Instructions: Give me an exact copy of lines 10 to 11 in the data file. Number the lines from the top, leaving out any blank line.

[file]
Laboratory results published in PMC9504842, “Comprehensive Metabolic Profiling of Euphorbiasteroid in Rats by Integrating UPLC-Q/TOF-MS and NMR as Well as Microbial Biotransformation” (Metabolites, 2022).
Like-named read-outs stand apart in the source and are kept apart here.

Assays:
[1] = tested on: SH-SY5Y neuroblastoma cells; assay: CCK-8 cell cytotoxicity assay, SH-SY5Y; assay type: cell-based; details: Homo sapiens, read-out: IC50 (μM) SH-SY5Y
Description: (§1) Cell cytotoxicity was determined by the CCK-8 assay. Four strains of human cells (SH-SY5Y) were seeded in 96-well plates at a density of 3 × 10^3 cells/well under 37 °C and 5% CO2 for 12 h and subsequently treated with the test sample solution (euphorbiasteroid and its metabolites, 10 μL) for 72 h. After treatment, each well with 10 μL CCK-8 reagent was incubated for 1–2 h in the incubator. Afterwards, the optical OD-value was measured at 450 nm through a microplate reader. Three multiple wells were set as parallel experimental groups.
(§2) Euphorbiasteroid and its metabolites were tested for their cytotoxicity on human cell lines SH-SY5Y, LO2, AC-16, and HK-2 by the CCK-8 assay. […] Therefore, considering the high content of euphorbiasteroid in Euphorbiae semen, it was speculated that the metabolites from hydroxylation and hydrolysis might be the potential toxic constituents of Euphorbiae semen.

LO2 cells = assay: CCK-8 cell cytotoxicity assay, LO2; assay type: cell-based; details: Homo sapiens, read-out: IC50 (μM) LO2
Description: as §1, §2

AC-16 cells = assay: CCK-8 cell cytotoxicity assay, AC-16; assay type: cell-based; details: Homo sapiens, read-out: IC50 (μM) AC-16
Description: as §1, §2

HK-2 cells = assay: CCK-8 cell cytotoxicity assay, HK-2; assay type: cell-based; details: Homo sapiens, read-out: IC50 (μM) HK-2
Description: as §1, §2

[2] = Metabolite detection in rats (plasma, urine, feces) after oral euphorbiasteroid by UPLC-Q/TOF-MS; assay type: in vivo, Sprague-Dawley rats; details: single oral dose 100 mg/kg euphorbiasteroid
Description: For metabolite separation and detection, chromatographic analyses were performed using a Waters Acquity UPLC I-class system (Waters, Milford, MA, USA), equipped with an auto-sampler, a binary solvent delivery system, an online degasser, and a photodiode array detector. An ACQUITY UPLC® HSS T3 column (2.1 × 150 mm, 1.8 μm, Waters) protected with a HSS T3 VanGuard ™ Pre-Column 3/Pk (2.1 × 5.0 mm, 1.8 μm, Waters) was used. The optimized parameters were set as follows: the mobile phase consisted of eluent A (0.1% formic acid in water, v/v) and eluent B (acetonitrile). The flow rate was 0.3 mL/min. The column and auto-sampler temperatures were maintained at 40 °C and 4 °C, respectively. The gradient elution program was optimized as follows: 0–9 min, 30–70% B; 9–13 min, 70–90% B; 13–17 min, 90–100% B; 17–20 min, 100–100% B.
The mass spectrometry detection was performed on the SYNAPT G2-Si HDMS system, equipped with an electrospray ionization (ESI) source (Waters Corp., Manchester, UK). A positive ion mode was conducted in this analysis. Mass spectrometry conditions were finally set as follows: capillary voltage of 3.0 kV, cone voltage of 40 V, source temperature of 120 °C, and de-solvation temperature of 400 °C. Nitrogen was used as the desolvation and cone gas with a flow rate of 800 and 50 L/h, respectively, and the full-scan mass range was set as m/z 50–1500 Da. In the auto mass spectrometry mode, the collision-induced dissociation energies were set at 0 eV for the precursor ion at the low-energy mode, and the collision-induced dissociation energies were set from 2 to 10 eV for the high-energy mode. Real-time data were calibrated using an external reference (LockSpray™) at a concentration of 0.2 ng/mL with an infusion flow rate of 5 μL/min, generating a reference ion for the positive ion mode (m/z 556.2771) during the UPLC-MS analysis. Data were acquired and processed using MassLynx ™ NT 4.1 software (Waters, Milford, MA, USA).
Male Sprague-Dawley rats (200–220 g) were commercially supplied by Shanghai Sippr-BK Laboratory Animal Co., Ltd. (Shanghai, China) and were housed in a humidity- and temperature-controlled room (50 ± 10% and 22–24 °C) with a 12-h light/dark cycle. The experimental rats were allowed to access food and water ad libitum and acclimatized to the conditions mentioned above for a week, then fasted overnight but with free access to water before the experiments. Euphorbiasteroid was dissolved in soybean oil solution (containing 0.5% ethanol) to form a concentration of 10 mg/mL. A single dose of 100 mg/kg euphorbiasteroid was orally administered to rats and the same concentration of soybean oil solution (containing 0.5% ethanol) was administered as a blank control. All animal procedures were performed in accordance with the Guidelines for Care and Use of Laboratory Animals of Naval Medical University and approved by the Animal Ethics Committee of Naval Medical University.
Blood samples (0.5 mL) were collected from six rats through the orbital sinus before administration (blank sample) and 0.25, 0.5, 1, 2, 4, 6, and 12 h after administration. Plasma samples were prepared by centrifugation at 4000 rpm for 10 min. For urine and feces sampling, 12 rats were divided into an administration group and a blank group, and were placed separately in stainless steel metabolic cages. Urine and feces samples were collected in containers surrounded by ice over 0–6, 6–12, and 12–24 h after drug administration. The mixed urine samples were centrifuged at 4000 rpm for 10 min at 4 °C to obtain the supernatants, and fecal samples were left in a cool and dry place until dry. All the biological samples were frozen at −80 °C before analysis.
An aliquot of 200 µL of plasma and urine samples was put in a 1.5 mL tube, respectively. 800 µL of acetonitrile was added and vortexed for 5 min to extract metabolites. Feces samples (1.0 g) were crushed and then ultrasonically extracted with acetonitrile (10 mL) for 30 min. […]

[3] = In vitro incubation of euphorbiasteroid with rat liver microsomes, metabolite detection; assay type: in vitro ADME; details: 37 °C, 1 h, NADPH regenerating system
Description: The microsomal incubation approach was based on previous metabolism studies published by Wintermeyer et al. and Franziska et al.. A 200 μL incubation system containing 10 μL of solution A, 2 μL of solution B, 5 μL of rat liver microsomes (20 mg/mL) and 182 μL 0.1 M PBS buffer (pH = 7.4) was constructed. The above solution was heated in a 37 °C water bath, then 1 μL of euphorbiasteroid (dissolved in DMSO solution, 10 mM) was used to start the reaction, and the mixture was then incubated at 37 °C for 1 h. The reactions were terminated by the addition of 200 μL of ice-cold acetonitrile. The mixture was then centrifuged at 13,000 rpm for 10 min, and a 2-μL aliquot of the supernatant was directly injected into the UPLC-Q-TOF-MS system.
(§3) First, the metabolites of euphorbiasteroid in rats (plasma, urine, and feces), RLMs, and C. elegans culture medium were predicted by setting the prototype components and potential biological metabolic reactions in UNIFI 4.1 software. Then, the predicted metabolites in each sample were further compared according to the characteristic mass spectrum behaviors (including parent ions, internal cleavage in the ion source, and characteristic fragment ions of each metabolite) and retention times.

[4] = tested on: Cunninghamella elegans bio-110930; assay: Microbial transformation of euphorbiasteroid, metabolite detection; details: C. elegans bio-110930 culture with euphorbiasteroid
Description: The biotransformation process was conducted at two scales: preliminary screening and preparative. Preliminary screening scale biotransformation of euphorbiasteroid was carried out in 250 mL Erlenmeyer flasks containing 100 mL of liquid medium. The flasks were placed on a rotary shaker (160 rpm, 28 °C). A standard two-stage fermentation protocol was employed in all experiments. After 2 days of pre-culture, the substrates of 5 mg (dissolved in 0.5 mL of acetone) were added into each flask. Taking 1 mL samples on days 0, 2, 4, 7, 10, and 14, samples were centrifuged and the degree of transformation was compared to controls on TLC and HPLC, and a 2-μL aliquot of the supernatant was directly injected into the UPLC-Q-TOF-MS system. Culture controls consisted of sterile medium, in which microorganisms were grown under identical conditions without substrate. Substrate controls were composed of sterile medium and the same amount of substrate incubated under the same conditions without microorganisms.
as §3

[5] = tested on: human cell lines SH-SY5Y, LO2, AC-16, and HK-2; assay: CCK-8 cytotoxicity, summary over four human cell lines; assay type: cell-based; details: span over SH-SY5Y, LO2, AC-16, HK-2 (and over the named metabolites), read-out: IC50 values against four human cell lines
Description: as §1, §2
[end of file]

Description: as §1, §2

HK-2 cells = assay: CCK-8 cell cytotoxicity assay, HK-2; assay type: cell-based; details: Homo sapiens, read-out: IC50 (μM) HK-2